By Thomas Phippen
Through the grants, DHS hopes to create programs that “enhance the resilience of communities” to recruitment efforts and offer “alternative messages” to terrorist radicalization efforts, according to a grant award notice posted Wednesday.
Programs eligible to receive funding range from mental health services and job training to “challenging the narrative” through marketing and online outreach. (RELATED: State Department Paid College Students $12,000 To Make Hashtags)
While the grant notification does not mention ISIS or refer to Islamic terrorism, a DHS official told Reuters the grant would be “aimed at combating Muslim extremism.”
Following the Boston Marathon bombing, the government had to reexamine how they fight domestic terrorism, the official said, noting that law enforcement agencies can’t always intervene when an individual shows signs of radicalization, as was the case with Omar Mateen.
Mateen was “on the radar” of the FBI before he pledged support for ISIS and killed 49 people in Orlando. The Federal Emergency Management Agency (FEMA) will assist in evaluating proposals for the grants.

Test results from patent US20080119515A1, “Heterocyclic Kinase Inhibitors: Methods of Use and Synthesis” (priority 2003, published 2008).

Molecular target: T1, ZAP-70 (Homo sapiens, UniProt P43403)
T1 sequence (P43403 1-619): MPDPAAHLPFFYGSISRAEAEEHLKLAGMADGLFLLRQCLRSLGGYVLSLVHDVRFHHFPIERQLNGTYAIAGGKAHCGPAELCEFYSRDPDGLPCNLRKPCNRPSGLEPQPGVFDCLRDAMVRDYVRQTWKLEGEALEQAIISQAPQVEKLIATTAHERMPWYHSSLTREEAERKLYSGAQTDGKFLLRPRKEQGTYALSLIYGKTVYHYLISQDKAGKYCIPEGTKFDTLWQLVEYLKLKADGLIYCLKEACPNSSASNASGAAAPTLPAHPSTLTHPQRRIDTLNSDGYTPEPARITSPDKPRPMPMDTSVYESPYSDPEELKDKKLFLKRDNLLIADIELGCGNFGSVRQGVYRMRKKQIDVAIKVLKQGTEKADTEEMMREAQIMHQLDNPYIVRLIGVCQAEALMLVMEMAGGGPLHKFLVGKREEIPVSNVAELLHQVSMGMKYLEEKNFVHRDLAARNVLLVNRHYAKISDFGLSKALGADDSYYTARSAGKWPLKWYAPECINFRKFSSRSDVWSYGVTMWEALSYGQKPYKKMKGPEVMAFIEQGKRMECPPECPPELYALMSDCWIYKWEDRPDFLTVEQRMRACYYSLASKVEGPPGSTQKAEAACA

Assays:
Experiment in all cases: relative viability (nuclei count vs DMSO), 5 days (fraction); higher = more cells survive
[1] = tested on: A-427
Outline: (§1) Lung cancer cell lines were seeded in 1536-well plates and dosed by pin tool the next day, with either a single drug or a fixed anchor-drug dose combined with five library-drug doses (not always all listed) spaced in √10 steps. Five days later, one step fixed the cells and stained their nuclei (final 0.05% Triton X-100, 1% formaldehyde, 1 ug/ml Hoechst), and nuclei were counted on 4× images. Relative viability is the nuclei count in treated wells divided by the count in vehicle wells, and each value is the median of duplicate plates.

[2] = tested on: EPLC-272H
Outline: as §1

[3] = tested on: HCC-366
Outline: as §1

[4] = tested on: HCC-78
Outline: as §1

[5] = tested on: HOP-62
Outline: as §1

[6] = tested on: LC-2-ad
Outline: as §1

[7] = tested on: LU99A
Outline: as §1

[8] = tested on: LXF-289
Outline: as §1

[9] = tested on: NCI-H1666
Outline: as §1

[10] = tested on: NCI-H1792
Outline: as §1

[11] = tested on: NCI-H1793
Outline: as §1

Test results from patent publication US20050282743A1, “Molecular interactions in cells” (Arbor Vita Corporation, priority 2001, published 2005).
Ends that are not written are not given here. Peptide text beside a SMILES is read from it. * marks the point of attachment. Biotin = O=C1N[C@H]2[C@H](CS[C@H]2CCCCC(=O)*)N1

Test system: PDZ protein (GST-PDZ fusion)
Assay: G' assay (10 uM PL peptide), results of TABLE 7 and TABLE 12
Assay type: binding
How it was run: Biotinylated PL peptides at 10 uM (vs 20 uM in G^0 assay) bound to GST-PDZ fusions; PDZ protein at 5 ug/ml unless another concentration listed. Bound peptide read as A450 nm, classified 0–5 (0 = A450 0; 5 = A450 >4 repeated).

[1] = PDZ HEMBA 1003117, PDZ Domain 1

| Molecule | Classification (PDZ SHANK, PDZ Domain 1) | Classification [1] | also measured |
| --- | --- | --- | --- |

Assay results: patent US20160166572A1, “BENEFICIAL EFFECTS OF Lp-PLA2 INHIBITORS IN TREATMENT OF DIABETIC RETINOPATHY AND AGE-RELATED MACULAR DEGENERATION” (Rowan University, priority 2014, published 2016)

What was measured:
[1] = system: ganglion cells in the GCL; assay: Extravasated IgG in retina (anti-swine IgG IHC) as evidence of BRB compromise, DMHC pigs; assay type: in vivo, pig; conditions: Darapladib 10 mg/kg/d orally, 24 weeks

DHS began a pilot anti-radicalization program in Boston, Minneapolis and San Diego in 2014. By last March, little to no progress had been made in any of the three cities.
“I wouldn’t call this a failure,” Donini-Melanson, of the Boston U.S. Attorney’s office told The Associated Press at the time. “Let us get to a point where we have some funded programs and where there is some level of measurement to determine whether these efforts are successful or not.”
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